||This article needs more medical references for verification or relies too heavily on primary sources. (December 2016)|
Sample of pure acriflavine
Acriflavinium chloride (INN)
3D model (JSmol)
|Molar mass||259.74 g·mol−1|
|R02AA13 (WHO) QG01AC90 (WHO)|
Except where otherwise noted, data are given for materials in their standard state (at 25 °C [77 °F], 100 kPa).
|what is ?)(|
Acriflavine (INN: acriflavinium chloride) is a topical antiseptic. It has the form of an orange or brown powder. It may be harmful in the eyes or if inhaled. It is a dye and it stains the skin and may irritate. The hydrochloride form is more irritating than the neutral form. It is derived from acridine. Commercial preparations are often mixtures with proflavine. It is known by a variety of commercial names.
Acriflavine is used in biochemistry for fluorescently labeling high molecular weight RNA.
Acriflavine is a controlled substance in Australia and dependent on situation,[clarification needed] is considered either a Schedule 5 (Caution) or Schedule 7 (Dangerous Poison) substance. The use, storage and preparation of the chemical is subject to strict state and territory laws.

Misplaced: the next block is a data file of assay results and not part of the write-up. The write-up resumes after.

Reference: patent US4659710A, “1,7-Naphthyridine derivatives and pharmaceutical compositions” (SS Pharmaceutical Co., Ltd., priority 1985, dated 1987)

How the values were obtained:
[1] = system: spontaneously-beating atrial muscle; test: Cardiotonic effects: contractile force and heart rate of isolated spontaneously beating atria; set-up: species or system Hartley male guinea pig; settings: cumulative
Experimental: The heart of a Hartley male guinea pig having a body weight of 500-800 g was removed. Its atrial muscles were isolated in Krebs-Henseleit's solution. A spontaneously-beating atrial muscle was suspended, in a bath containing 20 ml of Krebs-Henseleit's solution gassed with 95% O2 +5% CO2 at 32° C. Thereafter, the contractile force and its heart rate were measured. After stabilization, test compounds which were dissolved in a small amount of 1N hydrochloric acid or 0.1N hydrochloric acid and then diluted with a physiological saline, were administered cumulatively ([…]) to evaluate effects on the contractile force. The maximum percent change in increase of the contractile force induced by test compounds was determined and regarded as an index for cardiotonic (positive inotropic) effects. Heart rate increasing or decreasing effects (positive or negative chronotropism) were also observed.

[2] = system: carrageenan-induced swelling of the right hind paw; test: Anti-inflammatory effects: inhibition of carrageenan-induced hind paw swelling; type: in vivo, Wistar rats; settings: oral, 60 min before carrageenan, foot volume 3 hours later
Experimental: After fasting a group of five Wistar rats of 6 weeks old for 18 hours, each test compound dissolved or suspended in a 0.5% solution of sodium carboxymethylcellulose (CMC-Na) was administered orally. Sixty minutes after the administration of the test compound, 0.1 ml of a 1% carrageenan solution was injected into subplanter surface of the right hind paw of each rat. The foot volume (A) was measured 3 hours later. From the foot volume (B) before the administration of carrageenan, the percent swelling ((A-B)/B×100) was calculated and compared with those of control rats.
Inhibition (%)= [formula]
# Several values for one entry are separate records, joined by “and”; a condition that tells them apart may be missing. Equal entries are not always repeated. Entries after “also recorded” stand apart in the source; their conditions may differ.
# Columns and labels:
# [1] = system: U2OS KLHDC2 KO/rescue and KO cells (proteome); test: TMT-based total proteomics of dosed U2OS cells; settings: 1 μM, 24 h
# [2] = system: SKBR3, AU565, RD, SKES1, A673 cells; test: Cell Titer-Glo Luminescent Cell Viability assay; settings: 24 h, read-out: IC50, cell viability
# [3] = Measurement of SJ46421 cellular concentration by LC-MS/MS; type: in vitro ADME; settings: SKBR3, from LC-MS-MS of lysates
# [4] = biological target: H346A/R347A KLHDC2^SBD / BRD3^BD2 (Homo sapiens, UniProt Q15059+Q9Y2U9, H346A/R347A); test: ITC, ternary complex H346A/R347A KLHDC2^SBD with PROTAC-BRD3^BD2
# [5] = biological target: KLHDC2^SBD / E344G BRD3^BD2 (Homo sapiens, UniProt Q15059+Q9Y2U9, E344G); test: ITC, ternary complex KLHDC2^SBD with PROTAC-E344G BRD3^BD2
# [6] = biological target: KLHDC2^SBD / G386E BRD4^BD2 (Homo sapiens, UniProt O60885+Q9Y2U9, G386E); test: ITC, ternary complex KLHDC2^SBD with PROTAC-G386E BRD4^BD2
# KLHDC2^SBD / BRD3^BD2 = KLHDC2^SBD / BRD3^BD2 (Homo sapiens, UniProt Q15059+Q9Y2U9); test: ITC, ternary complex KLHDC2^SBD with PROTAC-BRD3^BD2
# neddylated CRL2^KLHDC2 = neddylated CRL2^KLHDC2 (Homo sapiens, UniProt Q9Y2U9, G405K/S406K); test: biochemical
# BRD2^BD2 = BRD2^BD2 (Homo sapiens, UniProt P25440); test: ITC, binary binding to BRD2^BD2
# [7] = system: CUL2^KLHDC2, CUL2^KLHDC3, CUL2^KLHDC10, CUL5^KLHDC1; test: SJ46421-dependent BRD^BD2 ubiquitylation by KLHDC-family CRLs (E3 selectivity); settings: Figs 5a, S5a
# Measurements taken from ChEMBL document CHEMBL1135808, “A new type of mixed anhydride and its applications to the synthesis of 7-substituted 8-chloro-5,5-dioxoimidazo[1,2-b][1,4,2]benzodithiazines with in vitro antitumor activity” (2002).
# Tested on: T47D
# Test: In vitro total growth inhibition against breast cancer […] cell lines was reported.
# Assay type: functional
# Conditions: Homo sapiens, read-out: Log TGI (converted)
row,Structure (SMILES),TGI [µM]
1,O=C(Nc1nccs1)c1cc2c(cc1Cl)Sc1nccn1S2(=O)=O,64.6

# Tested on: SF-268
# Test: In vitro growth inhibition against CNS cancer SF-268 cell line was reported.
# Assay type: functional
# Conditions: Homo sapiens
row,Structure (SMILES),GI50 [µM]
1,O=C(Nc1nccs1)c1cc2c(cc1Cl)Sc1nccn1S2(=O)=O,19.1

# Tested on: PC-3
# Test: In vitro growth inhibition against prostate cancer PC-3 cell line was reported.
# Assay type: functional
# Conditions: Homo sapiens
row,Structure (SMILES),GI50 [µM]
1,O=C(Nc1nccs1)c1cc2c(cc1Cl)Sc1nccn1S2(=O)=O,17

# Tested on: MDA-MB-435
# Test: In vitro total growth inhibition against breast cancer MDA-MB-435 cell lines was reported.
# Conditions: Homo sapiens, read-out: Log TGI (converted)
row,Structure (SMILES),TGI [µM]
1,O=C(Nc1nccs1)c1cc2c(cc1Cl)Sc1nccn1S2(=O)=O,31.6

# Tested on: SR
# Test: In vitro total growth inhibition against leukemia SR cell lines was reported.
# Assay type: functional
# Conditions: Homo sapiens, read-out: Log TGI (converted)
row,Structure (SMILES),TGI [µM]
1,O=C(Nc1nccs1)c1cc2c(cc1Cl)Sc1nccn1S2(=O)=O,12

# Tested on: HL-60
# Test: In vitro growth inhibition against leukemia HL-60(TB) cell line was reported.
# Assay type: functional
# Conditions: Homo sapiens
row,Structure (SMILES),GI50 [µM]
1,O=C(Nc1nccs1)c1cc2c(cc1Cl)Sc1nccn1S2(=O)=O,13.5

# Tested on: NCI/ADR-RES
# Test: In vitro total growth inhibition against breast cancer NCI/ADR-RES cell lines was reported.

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- acriflavine Encyclopædia Britannica
- Acriflavine use in aquaria
- Lee, K.; Zhang, H.; Qian, D. Z.; Rey, S.; Liu, J. O.; Semenza, G. L. (2009). "Acriflavine inhibits HIF-1 dimerization, tumor growth, and vascularization". Proceedings of the National Academy of Sciences. 106 (42): 17910. PMC . PMID 19805192. doi:10.1073/pnas.0909353106.
- "Antiseptic used in WWI could hold key to treating superbugs, viral infections, Melbourne researchers say". ABC. November 28, 2016.
- "This forgotten WWI antiseptic could be the key to fighting antibiotic resistance". Science Alert. November 30, 2016.
- "Activation of cGAS-dependent antiviral responses by DNA intercalating agents". Nucleic Acids Research. 45: 198–205. 2016. doi:10.1093/nar/gkw878.